11. Bachelorium says:

    Thanks Tim and Darren.

    The guys I refer to the most when I need to fill my business motivation bucket.

    Donovan G

  12. Kevin says:

    fantastic post. Thorougly enjoyed it :)

  13. Miguel Vera says:

    Great, great interview. I really like the challenge of the question, got me thinking already.

  14. Shay says:

    This post is great! Thanks guys. I’m gonna read it a few times. :)

  15. Bloggrrl says:

    Mr. Ferris is doubtlessly a very smart man. It especially shows when he makes statements like this: “If you make it threaten people’s 3 Bs — behavior, belief, or belongings — you get a huge virus-like dispersion.” Definitely true.

    That said, a higher level of transparency both on his blog and in his book would be nice. As I go to the links suggested in his book, I continuously find myself thinking, “How much did they pay him to put this link in here?”. He is definitely a brilliant marketer, and the book is well worth reading for the insights into this world alone. As far as being someone I’d trust to advise me about how to make money, well, I’m not too sure about that. Perhaps it is better to do what he does, rather than what he says. That is, if you feel comfortable with that approach.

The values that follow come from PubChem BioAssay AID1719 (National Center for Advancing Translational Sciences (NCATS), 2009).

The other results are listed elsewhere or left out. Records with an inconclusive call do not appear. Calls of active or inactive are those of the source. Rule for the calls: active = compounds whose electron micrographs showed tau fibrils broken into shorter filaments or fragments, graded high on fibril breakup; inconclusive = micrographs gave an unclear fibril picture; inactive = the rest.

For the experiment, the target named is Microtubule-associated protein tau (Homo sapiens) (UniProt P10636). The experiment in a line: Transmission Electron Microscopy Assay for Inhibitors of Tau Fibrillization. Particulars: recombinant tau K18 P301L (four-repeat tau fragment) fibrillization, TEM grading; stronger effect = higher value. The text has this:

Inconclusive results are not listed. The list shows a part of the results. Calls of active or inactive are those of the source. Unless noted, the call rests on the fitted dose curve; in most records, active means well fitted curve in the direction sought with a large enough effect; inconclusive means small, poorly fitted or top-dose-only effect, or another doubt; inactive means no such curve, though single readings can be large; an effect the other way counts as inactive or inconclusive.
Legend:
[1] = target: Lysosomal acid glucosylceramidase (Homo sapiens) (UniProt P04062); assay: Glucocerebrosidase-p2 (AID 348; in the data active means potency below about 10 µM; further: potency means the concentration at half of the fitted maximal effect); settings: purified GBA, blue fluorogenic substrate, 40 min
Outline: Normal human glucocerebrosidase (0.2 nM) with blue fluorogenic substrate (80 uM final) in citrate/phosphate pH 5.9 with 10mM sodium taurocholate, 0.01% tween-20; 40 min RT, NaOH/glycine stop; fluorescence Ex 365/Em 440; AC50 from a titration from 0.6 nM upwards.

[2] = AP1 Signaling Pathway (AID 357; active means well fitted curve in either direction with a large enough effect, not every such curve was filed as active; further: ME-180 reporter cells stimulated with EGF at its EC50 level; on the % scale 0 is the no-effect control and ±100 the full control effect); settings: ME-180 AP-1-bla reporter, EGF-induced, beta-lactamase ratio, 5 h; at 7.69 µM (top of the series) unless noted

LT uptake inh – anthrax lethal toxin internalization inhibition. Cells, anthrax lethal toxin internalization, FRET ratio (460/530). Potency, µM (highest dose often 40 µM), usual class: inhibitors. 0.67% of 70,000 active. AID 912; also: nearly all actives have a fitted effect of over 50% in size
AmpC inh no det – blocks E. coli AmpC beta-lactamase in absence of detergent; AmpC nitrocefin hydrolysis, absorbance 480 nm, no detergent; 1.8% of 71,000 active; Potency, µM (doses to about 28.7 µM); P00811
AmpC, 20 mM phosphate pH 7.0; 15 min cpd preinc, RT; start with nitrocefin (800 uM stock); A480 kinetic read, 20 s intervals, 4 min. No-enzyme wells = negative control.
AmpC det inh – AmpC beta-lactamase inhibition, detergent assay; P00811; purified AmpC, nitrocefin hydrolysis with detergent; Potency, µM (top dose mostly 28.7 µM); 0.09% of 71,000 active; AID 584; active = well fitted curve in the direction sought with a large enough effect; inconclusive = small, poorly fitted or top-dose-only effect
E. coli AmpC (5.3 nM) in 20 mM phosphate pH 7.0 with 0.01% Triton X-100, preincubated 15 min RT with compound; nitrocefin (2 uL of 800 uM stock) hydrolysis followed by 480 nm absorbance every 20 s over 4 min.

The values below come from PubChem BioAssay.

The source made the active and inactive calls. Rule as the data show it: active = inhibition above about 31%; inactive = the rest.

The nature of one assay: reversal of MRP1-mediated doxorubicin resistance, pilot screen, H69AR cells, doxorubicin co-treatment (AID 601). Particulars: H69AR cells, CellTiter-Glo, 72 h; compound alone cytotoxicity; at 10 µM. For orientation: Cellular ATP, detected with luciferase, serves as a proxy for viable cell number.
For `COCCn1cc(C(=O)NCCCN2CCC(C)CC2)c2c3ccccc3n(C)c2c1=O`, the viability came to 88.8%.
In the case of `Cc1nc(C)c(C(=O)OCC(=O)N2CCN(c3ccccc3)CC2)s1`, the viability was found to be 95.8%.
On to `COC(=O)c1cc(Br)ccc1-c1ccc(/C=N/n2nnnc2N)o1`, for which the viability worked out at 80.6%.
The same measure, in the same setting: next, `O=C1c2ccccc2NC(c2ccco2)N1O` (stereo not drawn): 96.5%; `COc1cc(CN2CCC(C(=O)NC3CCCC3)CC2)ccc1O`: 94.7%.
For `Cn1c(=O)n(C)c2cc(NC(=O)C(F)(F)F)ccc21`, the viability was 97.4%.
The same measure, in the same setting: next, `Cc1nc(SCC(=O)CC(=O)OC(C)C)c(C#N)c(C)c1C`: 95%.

16. Jason says:

    What an interesting guy. I liked all the advice about headlines and writing in a way that you will at least have people love you and hate you, and not just bored and wanting to click the x.

  17. Jason says:

    Tim… he wasn’t that crazy pale guy from the Da Vinci Code who whipped himself, right?

  18. Russ says:

    Great interview. It has got me thinking about a lot of things. I will see if they ever come to anything or not…

  19. marquis says:

    This was a very good read.

    http://alltalksports.wordpress.com/

  20. Chuck says:

    Agreed, very interesting read. Thanks.

  21. Great read man.

  22. Chris says:

    Great interview. I really enjoyed reading this and felt like I came away with alot of good advice. I’ve been working on starting my own blog and progress has been slow going – most likely because of my perfectionistic nature which I’m discovering is a reall disadvantage in blogging. Tim helped to put things into perspective for me, especially the concept that it’s actually good to take time between posts (posting frequency has been a huge weight on my mind). Anyways, thanks for the interview, and keep them coming.

  23. CatherineL says:

    Great interview. I loved the book. The funny thing is, I didn’t realise how young Tim was until I got to the end of the book. If I had, it would probably have put me off reading it, which would have been a shame. It made a great change from the many business books around that encourage you to put yourself into an early grave to be “successful”.

  24. Shine says:

    Smart interview, smart interviewer, smart interviewee, smart ideas and very smart strategies!

    What I’m going to do: (1) Buy his book; (2) Read his blog; (3) Rethink my strategies accordingly.

    Thanks both!

  25. David Mackey says:

    I’ve just started seriously reading ProBlogger in the last two days or so…But I think its already time to add you to my blogroll – I love this stuff!

  26. WheelHound says: